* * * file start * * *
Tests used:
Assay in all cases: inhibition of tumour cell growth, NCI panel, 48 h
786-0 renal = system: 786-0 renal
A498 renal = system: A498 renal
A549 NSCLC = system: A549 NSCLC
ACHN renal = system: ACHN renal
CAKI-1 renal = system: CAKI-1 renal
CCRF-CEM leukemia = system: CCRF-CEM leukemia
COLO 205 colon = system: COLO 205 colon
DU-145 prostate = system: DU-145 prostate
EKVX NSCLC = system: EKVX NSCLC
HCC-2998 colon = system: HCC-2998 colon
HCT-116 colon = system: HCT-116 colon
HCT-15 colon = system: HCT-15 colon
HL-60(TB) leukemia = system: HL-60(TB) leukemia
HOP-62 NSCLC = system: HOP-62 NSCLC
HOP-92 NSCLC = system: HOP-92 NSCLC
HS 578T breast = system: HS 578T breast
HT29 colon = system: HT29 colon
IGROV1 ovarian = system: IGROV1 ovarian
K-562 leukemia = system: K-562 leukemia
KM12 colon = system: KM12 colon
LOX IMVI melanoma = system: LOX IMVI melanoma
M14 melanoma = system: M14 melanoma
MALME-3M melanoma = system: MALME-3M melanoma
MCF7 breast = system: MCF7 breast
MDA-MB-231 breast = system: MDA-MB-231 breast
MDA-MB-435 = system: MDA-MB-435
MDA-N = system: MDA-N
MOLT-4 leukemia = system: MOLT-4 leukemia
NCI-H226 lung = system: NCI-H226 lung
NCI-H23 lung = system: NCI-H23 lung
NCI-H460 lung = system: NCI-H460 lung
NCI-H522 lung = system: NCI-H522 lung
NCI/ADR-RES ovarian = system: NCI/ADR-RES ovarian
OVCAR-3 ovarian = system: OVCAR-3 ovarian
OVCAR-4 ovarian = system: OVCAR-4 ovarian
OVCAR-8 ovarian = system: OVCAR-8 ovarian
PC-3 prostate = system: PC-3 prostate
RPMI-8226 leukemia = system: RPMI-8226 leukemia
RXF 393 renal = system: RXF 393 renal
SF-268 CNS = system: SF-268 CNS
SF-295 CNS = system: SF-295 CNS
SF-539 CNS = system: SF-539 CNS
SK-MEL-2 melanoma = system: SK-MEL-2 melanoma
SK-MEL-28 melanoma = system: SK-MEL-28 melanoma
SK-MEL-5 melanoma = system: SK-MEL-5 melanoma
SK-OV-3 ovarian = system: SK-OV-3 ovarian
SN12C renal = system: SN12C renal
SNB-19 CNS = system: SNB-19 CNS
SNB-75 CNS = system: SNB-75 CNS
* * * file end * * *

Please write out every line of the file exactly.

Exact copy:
Tests used:
Assay in all cases: inhibition of tumour cell growth, NCI panel, 48 h
786-0 renal = system: 786-0 renal
A498 renal = system: A498 renal
A549 NSCLC = system: A549 NSCLC
ACHN renal = system: ACHN renal
CAKI-1 renal = system: CAKI-1 renal
CCRF-CEM leukemia = system: CCRF-CEM leukemia
COLO 205 colon = system: COLO 205 colon
DU-145 prostate = system: DU-145 prostate
EKVX NSCLC = system: EKVX NSCLC
HCC-2998 colon = system: HCC-2998 colon
HCT-116 colon = system: HCT-116 colon
HCT-15 colon = system: HCT-15 colon
HL-60(TB) leukemia = system: HL-60(TB) leukemia
HOP-62 NSCLC = system: HOP-62 NSCLC
HOP-92 NSCLC = system: HOP-92 NSCLC
HS 578T breast = system: HS 578T breast
HT29 colon = system: HT29 colon
IGROV1 ovarian = system: IGROV1 ovarian
K-562 leukemia = system: K-562 leukemia
KM12 colon = system: KM12 colon
LOX IMVI melanoma = system: LOX IMVI melanoma
M14 melanoma = system: M14 melanoma
MALME-3M melanoma = system: MALME-3M melanoma
MCF7 breast = system: MCF7 breast
MDA-MB-231 breast = system: MDA-MB-231 breast
MDA-MB-435 = system: MDA-MB-435
MDA-N = system: MDA-N
MOLT-4 leukemia = system: MOLT-4 leukemia
NCI-H226 lung = system: NCI-H226 lung
NCI-H23 lung = system: NCI-H23 lung
NCI-H460 lung = system: NCI-H460 lung
NCI-H522 lung = system: NCI-H522 lung
NCI/ADR-RES ovarian = system: NCI/ADR-RES ovarian
OVCAR-3 ovarian = system: OVCAR-3 ovarian
OVCAR-4 ovarian = system: OVCAR-4 ovarian
OVCAR-8 ovarian = system: OVCAR-8 ovarian
PC-3 prostate = system: PC-3 prostate
RPMI-8226 leukemia = system: RPMI-8226 leukemia
RXF 393 renal = system: RXF 393 renal
SF-268 CNS = system: SF-268 CNS
SF-295 CNS = system: SF-295 CNS
SF-539 CNS = system: SF-539 CNS
SK-MEL-2 melanoma = system: SK-MEL-2 melanoma
SK-MEL-28 melanoma = system: SK-MEL-28 melanoma
SK-MEL-5 melanoma = system: SK-MEL-5 melanoma
SK-OV-3 ovarian = system: SK-OV-3 ovarian
SN12C renal = system: SN12C renal
SNB-19 CNS = system: SNB-19 CNS
SNB-75 CNS = system: SNB-75 CNS